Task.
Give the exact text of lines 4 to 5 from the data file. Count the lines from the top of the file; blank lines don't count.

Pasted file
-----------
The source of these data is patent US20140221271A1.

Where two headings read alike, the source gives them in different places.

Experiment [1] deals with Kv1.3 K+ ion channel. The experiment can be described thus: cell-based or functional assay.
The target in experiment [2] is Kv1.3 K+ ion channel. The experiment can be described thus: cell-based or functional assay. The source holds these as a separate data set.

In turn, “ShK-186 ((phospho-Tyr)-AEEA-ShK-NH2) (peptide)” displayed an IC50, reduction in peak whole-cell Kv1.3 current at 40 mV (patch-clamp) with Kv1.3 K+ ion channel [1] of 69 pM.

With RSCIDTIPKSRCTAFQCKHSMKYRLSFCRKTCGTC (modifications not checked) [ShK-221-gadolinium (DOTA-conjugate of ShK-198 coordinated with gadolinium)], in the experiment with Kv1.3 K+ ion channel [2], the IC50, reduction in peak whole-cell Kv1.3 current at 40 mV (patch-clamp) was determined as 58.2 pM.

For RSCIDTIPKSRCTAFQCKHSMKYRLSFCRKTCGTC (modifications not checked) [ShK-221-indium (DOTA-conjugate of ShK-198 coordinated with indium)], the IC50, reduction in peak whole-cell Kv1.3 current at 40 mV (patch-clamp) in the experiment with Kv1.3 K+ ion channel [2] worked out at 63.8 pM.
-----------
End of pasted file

The target in experiment [2] is Kv1.3 K+ ion channel. The experiment can be described thus: cell-based or functional assay. The source holds these as a separate data set.

In turn, “ShK-186 ((phospho-Tyr)-AEEA-ShK-NH2) (peptide)” displayed an IC50, reduction in peak whole-cell Kv1.3 current at 40 mV (patch-clamp) with Kv1.3 K+ ion channel [1] of 69 pM.